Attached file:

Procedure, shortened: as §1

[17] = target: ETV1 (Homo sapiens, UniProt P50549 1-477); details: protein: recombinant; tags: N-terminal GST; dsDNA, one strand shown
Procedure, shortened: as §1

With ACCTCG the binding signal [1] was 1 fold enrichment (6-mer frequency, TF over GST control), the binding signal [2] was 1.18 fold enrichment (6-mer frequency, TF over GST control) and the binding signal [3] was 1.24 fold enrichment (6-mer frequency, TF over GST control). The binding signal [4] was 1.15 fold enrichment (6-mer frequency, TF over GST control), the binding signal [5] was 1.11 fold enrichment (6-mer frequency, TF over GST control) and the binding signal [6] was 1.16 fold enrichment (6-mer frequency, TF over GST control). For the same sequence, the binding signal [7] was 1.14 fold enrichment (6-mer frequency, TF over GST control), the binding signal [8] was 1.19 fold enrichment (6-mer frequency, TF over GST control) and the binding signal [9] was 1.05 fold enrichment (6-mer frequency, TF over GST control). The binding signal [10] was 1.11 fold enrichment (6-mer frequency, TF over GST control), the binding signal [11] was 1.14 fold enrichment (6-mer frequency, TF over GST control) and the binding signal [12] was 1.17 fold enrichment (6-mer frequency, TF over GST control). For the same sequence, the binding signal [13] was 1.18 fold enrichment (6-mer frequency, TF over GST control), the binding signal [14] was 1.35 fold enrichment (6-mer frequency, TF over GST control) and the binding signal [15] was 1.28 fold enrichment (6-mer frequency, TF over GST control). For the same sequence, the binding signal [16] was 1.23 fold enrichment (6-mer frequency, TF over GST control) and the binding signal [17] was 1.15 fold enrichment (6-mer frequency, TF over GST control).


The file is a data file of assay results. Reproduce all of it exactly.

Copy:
Procedure, shortened: as §1

[17] = target: ETV1 (Homo sapiens, UniProt P50549 1-477); details: protein: recombinant; tags: N-terminal GST; dsDNA, one strand shown
Procedure, shortened: as §1

With ACCTCG the binding signal [1] was 1 fold enrichment (6-mer frequency, TF over GST control), the binding signal [2] was 1.18 fold enrichment (6-mer frequency, TF over GST control) and the binding signal [3] was 1.24 fold enrichment (6-mer frequency, TF over GST control). The binding signal [4] was 1.15 fold enrichment (6-mer frequency, TF over GST control), the binding signal [5] was 1.11 fold enrichment (6-mer frequency, TF over GST control) and the binding signal [6] was 1.16 fold enrichment (6-mer frequency, TF over GST control). For the same sequence, the binding signal [7] was 1.14 fold enrichment (6-mer frequency, TF over GST control), the binding signal [8] was 1.19 fold enrichment (6-mer frequency, TF over GST control) and the binding signal [9] was 1.05 fold enrichment (6-mer frequency, TF over GST control). The binding signal [10] was 1.11 fold enrichment (6-mer frequency, TF over GST control), the binding signal [11] was 1.14 fold enrichment (6-mer frequency, TF over GST control) and the binding signal [12] was 1.17 fold enrichment (6-mer frequency, TF over GST control). For the same sequence, the binding signal [13] was 1.18 fold enrichment (6-mer frequency, TF over GST control), the binding signal [14] was 1.35 fold enrichment (6-mer frequency, TF over GST control) and the binding signal [15] was 1.28 fold enrichment (6-mer frequency, TF over GST control). For the same sequence, the binding signal [16] was 1.23 fold enrichment (6-mer frequency, TF over GST control) and the binding signal [17] was 1.15 fold enrichment (6-mer frequency, TF over GST control).